The Republic of Korea in December of 2012 acceded to the Convention on the Civil Aspects of International Abduction. The Convention enters into force, in Korea, on March 1, 2013. The Convention was first concluded in 1980. Korea became the 89th signatory to the Convention.
Under this Child Abduction Convention a non-Korean spouse of one of the contracting states may file with the Ministry of Justice of Korea for assistance in the return of a child that was taken into Korea illegally (“abduction”).
The case, after filing with the Ministry of Justice, will be under the sole jurisdiction of the Seoul Family Court. The Seoul Family Court may order a preliminary injunction or if after one year from the abduction – the court may grant custody of the child to the abducting parent or guardian.
Non-compliance with the order of the court may result in a fine of up to KRW 10,000,000 and up to a 30-day jail sentence.
Korea was very slow in acceding to the Convention, because of the necessity to revise law in order to comply with certain mandates of the Convention. We will update the reader when we hear or handle cases dealing with the abduction of children into South Korea. To date, few cases have be disposed of by the Korean courts.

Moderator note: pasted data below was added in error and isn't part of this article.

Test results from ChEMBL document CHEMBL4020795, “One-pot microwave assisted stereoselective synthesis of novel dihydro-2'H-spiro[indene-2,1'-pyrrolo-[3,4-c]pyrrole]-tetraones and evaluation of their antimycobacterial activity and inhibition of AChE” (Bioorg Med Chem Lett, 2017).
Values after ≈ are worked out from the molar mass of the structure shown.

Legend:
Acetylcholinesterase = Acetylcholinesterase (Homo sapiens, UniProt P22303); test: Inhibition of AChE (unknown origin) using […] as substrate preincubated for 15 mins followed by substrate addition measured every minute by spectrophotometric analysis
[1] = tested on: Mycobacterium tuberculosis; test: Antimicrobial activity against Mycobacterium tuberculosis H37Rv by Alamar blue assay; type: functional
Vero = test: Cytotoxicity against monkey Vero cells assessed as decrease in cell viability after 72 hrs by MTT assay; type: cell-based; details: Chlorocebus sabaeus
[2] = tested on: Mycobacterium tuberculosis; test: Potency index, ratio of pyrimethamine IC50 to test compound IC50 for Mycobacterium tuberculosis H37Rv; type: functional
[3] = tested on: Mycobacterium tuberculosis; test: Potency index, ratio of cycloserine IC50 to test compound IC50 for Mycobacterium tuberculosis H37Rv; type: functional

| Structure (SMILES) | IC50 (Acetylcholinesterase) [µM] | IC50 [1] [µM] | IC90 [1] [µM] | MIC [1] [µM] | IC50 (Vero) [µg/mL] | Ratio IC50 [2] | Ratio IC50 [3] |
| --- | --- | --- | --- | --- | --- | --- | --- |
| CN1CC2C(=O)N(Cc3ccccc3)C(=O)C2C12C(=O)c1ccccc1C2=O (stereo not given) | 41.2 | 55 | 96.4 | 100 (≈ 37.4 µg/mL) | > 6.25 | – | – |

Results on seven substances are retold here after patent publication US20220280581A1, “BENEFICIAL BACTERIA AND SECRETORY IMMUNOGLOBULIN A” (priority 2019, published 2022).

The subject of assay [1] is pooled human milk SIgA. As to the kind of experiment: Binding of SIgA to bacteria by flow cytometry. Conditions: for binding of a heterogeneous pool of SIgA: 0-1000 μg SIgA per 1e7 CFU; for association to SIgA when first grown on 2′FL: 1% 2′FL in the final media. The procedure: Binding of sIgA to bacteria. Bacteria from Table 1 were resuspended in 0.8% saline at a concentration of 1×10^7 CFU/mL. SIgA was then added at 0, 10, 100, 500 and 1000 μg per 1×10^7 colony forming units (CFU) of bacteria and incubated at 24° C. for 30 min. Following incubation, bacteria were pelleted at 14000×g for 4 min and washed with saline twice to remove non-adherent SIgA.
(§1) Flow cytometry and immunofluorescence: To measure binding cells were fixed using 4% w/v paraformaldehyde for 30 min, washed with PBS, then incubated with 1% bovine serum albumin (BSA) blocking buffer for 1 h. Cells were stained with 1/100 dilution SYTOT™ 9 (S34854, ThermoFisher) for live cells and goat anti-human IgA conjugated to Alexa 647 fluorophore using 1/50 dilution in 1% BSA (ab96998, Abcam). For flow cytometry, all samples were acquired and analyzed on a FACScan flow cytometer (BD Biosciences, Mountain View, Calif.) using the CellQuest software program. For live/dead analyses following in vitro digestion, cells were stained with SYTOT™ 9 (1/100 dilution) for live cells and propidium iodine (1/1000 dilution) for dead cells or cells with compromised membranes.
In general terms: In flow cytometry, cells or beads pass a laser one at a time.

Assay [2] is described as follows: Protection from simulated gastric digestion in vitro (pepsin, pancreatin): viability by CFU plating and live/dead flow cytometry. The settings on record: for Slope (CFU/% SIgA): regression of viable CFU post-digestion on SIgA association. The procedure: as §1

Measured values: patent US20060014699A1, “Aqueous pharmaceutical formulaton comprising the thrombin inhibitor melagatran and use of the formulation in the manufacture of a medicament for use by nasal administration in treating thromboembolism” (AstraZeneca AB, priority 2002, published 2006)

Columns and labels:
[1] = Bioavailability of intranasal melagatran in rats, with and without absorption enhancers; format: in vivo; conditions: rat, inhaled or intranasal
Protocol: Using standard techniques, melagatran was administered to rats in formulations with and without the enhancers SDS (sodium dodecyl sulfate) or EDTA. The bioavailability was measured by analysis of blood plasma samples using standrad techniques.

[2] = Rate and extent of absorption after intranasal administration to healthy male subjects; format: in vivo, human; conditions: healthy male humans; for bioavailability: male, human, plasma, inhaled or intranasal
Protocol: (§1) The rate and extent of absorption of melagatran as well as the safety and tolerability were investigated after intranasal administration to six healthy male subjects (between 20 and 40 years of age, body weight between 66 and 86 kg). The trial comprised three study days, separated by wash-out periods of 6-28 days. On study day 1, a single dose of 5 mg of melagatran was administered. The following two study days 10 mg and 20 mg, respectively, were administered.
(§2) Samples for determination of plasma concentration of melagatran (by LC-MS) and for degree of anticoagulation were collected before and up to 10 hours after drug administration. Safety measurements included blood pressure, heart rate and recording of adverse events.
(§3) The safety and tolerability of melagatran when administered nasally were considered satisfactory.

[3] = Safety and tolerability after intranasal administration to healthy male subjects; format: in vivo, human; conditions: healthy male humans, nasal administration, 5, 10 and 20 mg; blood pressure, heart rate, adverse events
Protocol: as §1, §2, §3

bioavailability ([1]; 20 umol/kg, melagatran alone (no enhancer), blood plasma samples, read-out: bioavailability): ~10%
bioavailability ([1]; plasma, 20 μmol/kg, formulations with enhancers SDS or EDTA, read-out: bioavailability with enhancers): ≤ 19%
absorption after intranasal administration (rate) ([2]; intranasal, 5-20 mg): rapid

Sean Hayes may be contacted at: [email protected]
Sean Hayes is co-chair of the Korea Practice Team at IPG Legal. He is the only non-Korean to have worked as an attorney for the Korean court system (Constitutional Court of Korea) and one of the first non-Koreans to be a regular member of a Korean law faculty.
- Hague Child Abduction Convention Acceded to by South Korea
- International Child Abduction in Korea: Removing a Child Back to the Country of Residence of the Custodial Parent via the Korean Courts Explained
- International Parental Child Abduction: Korea Accedes to Hague Convention on Child Abduction
- Korean Child Abduction Law Explained
- Child Support Basics in South Korea
- Child Abuse in Korea – “Professionals” Required to Report Crime: Sentences Increased & Police Receiving More Training on the Needs of Victims
- Korea Legal News for the Week of July 14, 2013
- Obtaining Child Support in Korea from a Deadbeat Father (or Mother)
- Amendment to the Korean Immigration Act Supports Foreign Children in Cases of Child Abuse
- South Korea’s Adultery Law found Unconstitutional by Constitutional Court of Korea – Let the Parties Begin